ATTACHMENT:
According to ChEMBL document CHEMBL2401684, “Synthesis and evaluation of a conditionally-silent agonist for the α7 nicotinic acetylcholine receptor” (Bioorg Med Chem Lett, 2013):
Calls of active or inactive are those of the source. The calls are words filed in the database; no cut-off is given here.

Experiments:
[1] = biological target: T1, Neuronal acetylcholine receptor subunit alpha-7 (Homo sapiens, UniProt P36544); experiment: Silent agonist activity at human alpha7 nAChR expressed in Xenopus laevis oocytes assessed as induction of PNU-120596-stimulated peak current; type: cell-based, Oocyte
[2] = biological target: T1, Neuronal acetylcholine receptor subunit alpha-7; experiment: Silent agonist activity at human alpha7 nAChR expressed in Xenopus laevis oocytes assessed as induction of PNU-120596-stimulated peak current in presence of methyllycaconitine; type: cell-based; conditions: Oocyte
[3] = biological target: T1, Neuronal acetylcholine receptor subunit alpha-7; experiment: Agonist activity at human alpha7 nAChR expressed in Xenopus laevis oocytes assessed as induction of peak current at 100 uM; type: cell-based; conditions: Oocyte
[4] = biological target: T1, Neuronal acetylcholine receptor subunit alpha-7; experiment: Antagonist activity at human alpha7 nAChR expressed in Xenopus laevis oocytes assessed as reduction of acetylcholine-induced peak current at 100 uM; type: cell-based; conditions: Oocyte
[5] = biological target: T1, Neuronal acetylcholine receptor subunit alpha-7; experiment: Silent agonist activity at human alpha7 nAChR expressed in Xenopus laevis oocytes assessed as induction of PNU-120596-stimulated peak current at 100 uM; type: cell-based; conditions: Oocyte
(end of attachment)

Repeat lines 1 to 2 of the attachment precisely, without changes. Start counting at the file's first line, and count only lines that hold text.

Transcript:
According to ChEMBL document CHEMBL2401684, “Synthesis and evaluation of a conditionally-silent agonist for the α7 nicotinic acetylcholine receptor” (Bioorg Med Chem Lett, 2013):
Calls of active or inactive are those of the source. The calls are words filed in the database; no cut-off is given here.